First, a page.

E Visa status is available to nationals of countries that maintain treaties with the United States for commerce and navigation. The E2 Visa is specifically for those coming to the United States to develop or direct the operations of a business enterprise in which they have invested a substantial amount of capital. One of the main considerations when determining qualifications for the E2 visa is whether the investment is considered “substantial.” In order to determine the substantiality of an investment, a proportionality test is used. We discuss what is considered “substantial” and the “proportionality test” here.
There are two ways to obtain an E2 Visa as a Treaty Trader, at a US Consulate or Embassy, or by mail with USCIS through a change of status. We recently received approval for an E2 visa for the owner of a gas station who changed status from a visitor visa to an E2 visa while remaining inside the United States. Read more about this case here.
Before any foreign national can work in the United States, they must obtain proper work authorization. There are several different work visas available for Canadians to work and live in the United States. See what options are available for Canadians to work and live in the United States.
Before any foreign national can work in the United States, they must obtain proper work authorization. This is commonly referred to as a work visa. There are several different work visas available for Mexicans to work and live in the United States. See what options are available for Mexicans to work and live in the United States.
US Citizenship and Immigration Services (USCIS) has clarified the documentation that certain E and L nonimmigrant spouses may use as evidence of employment authorization based on their nonimmigrant status. Here’s a clear list of what you need.
One of the qualifying factors for an E Visa is the nationality of the business. If the business doesn’t possess the qualifying nationality, it will not qualify for an E Visa—and neither will the petitioning employee. Read on to learn the intricacies of company nationality, including the 50% rule and more.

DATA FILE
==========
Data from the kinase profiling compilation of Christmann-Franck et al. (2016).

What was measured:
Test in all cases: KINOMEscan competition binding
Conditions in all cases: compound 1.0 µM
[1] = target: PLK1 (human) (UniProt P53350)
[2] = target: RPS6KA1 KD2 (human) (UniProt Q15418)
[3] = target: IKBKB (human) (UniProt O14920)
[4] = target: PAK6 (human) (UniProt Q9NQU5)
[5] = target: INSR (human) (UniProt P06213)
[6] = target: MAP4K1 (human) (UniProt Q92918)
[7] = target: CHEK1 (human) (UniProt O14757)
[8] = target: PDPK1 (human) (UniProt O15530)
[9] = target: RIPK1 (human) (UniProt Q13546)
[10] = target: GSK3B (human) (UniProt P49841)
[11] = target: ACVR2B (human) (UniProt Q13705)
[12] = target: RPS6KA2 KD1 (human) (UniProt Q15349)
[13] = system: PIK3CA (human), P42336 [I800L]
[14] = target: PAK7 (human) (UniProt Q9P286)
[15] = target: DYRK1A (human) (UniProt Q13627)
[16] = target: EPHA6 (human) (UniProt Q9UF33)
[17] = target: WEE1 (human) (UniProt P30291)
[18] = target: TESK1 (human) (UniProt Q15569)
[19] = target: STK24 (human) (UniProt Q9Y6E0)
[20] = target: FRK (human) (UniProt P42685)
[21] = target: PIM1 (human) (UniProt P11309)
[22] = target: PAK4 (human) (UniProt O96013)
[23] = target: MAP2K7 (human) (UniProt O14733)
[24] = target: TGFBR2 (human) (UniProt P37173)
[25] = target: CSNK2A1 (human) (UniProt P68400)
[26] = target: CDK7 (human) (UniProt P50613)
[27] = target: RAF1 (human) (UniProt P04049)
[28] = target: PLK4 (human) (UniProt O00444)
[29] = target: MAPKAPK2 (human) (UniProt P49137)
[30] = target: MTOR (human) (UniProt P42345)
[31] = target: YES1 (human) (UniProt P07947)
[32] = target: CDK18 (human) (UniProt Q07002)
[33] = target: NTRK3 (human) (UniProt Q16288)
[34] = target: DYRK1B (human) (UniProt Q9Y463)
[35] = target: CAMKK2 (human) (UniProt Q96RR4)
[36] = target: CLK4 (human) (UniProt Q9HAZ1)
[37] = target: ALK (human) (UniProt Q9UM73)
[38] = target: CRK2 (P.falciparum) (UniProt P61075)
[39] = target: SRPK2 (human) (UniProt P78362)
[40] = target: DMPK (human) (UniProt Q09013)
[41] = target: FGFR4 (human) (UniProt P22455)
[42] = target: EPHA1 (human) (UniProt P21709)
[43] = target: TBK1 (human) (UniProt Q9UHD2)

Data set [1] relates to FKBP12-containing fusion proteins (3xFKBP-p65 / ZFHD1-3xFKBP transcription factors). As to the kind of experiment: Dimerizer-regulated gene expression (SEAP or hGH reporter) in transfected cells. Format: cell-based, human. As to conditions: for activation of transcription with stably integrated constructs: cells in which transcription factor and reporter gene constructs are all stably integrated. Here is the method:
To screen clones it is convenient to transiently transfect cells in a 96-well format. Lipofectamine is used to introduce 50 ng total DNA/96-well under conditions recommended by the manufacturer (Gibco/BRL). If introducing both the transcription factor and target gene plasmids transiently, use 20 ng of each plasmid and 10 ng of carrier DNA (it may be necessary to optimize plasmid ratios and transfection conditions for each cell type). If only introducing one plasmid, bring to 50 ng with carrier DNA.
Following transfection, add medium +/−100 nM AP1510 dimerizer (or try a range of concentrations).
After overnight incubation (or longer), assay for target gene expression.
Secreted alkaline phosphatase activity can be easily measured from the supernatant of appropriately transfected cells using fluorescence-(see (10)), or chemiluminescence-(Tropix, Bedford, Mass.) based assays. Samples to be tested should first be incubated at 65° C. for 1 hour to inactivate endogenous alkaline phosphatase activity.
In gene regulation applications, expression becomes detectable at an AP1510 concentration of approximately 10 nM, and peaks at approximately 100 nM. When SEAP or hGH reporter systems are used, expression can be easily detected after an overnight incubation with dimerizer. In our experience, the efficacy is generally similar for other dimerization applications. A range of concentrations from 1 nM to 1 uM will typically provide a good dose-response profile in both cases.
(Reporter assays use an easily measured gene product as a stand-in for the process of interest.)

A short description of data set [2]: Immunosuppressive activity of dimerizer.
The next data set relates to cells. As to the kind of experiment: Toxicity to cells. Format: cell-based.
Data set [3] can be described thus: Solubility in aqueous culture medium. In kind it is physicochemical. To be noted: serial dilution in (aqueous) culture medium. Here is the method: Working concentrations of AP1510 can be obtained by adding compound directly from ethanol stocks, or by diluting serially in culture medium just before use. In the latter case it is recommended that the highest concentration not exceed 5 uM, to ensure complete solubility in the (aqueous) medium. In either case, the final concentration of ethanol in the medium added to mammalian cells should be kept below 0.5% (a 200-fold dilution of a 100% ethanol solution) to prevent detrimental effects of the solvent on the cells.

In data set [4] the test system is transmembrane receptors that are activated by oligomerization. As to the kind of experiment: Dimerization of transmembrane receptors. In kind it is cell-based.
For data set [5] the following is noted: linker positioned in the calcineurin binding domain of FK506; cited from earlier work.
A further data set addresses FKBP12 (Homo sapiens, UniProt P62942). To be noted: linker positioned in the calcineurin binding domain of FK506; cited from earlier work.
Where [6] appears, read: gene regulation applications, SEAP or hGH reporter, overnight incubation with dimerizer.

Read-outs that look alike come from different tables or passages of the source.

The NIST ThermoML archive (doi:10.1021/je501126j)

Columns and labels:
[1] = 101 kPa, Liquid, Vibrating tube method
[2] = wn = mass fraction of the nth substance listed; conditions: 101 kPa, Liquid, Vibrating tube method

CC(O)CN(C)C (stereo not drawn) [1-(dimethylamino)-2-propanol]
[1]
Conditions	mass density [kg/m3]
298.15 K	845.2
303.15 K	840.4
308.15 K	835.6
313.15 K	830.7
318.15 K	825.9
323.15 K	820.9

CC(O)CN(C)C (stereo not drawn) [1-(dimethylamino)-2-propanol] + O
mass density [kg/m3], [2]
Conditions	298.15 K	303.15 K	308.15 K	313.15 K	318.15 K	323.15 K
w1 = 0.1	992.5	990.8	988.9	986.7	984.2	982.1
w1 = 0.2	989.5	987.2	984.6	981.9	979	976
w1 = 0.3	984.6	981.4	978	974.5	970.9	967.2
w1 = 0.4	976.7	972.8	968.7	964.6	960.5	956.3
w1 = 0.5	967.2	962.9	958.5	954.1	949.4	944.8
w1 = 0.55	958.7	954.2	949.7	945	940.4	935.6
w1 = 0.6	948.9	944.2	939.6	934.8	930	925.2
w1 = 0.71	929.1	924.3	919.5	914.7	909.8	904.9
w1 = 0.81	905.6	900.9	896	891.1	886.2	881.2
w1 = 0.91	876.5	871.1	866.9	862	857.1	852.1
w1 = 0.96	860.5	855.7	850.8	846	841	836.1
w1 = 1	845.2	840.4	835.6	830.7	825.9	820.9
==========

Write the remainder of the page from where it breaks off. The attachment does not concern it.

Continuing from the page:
If you are working in the United States on a nonimmigrant visa, your employer will ask for your Social Security number (SSN) along with proof of your legal authorization to work in the United States. In general, only those authorized to work in the United States by the US Department of Homeland Security (DHS) can obtain an SSN. But if your visa has expired, you’ve changed employers, or you have a new visa, what happens to your SSN?
There are many different options for US temporary work visas. Before a foreign national can engage in employment within the United States, proper US immigration work visa work authorization must be obtained. Here’s who is (and who isn’t) authorized to work in the United States on a temporary work visa.
The question of whether a TN Visa holder can work as an independent contractor comes down to the definition of “self employment.” Read on to find out what is—and isn’t—considered self employment.
Each year, many people are left out of the H-1B Visa process when they are not selected in the H-1B Visa lottery. But even if your employee wasn’t selected, there might still be hope. Here are eight options to consider.